As pointed out in my previous answer,
mysqldump does not provide incremental backup/dump capabilities:
The mysqldump client utility performs logical backups, producing a set of SQL statements that can be executed to reproduce the original database object definitions and table data. It dumps one or more MySQL databases for backup or transfer to another SQL server. The mysqldump command can also generate output in CSV, other delimited text, or XML format.
Reference: 4.5.4 mysqldump — A Database Backup Program (MySQL Documentation)
mysqldump doesn't contain any option(s) that would allow you to perform an incremental dump.
Reference: Option Syntax - Alphabetical Summary (MySQL Documentation)
To have an incremental backup without being able to use the
mysqlbackup program you would have to perform the following task.
Physical (Raw) Backup
You can perform a backup of the MySQL
\data directory to have a current backup of the databases in your MySQL instance. It is recommended to close/shutdown the instance to have a consistent state:
Backups can be performed while the MySQL server is not running. If the server is running, it is necessary to perform appropriate locking so that the server does not change database contents during the backup.
Reference: 7.1 Backup and Recovery Types (MySQL Documentation)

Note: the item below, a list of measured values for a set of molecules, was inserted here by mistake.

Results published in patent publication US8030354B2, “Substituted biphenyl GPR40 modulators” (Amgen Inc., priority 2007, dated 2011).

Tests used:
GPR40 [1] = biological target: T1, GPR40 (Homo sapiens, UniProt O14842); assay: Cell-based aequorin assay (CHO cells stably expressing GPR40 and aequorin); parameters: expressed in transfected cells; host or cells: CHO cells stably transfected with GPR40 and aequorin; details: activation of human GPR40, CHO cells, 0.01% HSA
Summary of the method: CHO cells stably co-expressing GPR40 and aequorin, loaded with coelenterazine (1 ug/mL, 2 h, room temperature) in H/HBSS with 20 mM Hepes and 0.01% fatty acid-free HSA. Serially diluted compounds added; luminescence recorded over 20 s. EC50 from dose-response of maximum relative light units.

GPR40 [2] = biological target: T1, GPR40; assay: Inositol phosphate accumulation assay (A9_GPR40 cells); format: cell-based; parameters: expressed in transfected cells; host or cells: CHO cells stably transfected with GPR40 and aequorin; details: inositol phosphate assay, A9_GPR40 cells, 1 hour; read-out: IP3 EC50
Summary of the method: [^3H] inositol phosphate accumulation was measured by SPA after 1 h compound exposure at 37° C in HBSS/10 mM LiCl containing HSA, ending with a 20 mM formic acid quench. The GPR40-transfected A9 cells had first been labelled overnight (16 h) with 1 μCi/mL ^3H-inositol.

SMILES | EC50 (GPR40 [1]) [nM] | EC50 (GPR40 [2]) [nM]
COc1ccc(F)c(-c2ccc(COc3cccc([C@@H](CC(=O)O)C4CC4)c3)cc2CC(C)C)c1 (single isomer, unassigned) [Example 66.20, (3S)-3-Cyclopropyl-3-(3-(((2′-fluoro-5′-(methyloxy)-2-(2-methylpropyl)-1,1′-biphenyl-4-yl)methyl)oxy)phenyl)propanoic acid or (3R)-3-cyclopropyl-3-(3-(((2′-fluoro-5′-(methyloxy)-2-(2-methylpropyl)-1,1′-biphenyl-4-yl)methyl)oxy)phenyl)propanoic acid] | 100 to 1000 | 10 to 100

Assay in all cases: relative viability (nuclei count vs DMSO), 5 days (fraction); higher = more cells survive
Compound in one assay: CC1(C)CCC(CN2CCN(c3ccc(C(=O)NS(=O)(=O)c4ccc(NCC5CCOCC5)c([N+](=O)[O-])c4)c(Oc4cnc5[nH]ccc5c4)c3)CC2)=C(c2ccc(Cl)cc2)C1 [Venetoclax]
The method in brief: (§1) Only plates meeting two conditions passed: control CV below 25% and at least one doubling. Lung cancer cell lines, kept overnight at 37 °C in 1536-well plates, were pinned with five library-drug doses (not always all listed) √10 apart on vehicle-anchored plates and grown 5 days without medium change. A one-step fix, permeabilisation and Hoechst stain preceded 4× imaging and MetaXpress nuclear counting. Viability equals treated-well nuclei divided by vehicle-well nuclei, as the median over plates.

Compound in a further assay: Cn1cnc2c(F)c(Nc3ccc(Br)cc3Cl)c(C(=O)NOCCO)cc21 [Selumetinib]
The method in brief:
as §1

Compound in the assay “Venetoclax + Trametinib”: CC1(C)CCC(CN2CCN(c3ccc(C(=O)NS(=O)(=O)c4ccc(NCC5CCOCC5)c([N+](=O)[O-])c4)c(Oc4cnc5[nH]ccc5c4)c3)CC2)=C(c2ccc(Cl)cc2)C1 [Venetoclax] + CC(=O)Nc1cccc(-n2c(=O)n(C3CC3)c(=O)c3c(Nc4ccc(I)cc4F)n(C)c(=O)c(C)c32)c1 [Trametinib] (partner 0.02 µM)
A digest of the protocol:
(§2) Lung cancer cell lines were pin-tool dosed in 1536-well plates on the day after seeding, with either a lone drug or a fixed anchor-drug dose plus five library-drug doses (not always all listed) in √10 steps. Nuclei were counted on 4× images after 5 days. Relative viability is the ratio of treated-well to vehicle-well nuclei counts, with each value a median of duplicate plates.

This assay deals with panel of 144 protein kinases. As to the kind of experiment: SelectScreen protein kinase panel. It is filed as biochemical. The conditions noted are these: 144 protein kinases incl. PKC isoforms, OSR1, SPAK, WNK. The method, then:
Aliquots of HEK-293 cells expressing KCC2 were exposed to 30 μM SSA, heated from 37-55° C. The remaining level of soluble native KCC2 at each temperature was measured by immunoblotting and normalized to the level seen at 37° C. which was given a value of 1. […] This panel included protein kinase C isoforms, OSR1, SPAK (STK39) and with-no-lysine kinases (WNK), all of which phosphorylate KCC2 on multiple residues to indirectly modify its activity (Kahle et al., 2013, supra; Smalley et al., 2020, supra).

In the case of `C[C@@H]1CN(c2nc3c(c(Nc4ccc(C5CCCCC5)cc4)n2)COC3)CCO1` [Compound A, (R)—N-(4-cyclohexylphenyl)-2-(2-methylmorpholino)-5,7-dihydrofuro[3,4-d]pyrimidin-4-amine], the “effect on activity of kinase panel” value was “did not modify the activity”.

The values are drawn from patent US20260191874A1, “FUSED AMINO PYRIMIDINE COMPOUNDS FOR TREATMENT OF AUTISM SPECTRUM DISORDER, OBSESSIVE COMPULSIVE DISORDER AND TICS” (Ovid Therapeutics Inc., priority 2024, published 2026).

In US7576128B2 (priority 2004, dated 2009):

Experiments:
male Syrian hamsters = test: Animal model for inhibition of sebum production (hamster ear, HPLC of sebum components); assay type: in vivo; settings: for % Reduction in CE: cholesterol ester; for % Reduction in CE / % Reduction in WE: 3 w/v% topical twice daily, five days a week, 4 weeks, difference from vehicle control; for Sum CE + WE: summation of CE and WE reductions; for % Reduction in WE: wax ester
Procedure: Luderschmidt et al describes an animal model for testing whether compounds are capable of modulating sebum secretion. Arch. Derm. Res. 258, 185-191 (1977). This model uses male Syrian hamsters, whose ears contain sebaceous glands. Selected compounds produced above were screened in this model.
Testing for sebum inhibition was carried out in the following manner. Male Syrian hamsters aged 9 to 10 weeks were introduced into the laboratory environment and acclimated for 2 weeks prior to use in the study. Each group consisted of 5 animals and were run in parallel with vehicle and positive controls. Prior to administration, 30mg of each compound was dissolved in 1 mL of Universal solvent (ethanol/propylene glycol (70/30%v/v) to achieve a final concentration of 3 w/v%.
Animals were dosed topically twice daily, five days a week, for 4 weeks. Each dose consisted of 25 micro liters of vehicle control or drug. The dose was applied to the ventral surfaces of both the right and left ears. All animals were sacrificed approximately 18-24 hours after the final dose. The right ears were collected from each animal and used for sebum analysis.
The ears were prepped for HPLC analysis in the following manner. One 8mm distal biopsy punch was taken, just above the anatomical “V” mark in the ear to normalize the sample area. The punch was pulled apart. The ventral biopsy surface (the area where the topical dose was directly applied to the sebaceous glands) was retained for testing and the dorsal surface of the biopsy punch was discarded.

Incremental Binary Log Backup
MySQL supports incremental backups: You must start the server with the --log-bin option to enable binary logging; see Section 5.4.4, “The Binary Log”. The binary log files provide you with the information you need to replicate changes to the database that are made subsequent to the point at which you performed a backup. At the moment you want to make an incremental backup (containing all changes that happened since the last full or incremental backup), you should rotate the binary log by using FLUSH LOGS. This done, you need to copy to the backup location all binary logs which range from the one of the moment of the last full or incremental backup to the last but one. These binary logs are the incremental backup; at restore time, you apply them as explained in Section 7.5, “Point-in-Time (Incremental) Recovery Using the Binary Log”. The next time you do a full backup, you should also rotate the binary log using
FLUSH LOGS or mysqldump --flush-logs. See Section 4.5.4, “mysqldump — A Database Backup Program”.
Reference: 7.2 Database Backup Methods (MySQL Documentation)
Closes and reopens any log file to which the server is writing. If binary logging is enabled, the sequence number of the binary log file is incremented by one relative to the previous file. If relay logging is enabled, the sequence number of the relay log file is incremented by one relative to the previous file.
Once a week at 8pm:
a. Create a copy of the MySQL
/data directory while the database is down.
b. After "FULL" Backup: Restart the database.
Every other day at 8pm:
a. execute a
FLUSH LOGS command
b. create a backup copy of the binary logs directory
You can further optimise the incremental backup by storing the name of the last n-1 binary log file as an additional flag-file and starting off from there. That depends on your requirements.
Please test your backup and restore procedure before you implement this in a productive environment. No guarantee given that this procedure will work for you.